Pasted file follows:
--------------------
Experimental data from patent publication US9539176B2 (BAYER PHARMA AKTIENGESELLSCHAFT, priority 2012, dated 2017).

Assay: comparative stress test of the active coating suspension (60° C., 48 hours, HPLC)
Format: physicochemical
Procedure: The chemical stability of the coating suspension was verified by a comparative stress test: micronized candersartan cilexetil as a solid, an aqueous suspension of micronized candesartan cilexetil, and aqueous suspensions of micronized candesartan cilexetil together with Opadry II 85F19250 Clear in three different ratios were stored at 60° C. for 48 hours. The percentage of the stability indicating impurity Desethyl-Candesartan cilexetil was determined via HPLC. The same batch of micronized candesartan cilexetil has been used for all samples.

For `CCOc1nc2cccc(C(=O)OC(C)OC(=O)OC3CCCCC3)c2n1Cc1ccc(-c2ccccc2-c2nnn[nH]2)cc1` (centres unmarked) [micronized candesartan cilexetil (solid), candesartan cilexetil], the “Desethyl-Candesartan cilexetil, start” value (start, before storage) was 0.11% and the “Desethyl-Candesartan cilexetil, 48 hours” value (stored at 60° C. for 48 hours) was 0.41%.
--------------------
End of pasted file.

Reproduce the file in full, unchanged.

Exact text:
Experimental data from patent publication US9539176B2 (BAYER PHARMA AKTIENGESELLSCHAFT, priority 2012, dated 2017).

Assay: comparative stress test of the active coating suspension (60° C., 48 hours, HPLC)
Format: physicochemical
Procedure: The chemical stability of the coating suspension was verified by a comparative stress test: micronized candersartan cilexetil as a solid, an aqueous suspension of micronized candesartan cilexetil, and aqueous suspensions of micronized candesartan cilexetil together with Opadry II 85F19250 Clear in three different ratios were stored at 60° C. for 48 hours. The percentage of the stability indicating impurity Desethyl-Candesartan cilexetil was determined via HPLC. The same batch of micronized candesartan cilexetil has been used for all samples.

For `CCOc1nc2cccc(C(=O)OC(C)OC(=O)OC3CCCCC3)c2n1Cc1ccc(-c2ccccc2-c2nnn[nH]2)cc1` (centres unmarked) [micronized candesartan cilexetil (solid), candesartan cilexetil], the “Desethyl-Candesartan cilexetil, start” value (start, before storage) was 0.11% and the “Desethyl-Candesartan cilexetil, 48 hours” value (stored at 60° C. for 48 hours) was 0.41%.